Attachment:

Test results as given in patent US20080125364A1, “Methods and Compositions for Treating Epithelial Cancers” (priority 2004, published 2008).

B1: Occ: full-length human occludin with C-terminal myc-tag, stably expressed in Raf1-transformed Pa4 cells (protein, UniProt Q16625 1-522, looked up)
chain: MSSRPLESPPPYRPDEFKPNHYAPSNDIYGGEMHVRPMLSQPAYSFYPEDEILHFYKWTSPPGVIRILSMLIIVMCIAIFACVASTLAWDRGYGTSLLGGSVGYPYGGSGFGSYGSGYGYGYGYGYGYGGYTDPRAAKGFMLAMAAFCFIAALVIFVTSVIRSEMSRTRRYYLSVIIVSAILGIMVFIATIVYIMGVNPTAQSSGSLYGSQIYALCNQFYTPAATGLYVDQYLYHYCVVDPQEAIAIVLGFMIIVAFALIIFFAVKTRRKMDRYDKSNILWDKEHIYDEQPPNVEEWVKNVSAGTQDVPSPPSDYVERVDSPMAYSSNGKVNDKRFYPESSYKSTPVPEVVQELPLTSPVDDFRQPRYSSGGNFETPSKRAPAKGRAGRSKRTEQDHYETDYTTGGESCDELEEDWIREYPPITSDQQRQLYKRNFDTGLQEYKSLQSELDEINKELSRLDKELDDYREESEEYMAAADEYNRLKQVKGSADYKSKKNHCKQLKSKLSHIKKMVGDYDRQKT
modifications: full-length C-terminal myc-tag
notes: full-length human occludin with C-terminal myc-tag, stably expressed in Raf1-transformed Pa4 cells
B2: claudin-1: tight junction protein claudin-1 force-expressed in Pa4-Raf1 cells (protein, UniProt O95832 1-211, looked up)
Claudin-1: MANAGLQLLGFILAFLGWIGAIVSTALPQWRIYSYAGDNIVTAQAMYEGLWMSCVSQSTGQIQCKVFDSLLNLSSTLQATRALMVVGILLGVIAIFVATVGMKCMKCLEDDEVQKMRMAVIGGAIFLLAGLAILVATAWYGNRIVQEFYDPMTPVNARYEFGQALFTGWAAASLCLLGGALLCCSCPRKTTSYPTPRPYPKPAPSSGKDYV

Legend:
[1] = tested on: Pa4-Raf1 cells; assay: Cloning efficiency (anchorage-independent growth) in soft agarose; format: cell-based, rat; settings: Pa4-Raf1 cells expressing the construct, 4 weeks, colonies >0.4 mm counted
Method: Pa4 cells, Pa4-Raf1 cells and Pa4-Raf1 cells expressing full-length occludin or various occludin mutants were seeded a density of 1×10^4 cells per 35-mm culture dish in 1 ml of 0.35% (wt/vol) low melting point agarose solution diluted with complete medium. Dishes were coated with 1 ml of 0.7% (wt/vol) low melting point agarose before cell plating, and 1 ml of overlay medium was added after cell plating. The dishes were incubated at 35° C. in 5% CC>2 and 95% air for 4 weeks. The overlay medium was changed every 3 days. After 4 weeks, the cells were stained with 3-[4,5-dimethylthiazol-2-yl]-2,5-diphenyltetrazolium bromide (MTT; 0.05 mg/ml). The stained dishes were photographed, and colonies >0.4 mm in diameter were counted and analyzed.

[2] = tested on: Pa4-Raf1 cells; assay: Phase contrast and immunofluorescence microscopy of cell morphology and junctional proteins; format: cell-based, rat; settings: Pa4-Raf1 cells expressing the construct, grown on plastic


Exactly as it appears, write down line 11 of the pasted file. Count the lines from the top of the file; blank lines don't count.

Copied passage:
[2] = tested on: Pa4-Raf1 cells; assay: Phase contrast and immunofluorescence microscopy of cell morphology and junctional proteins; format: cell-based, rat; settings: Pa4-Raf1 cells expressing the construct, grown on plastic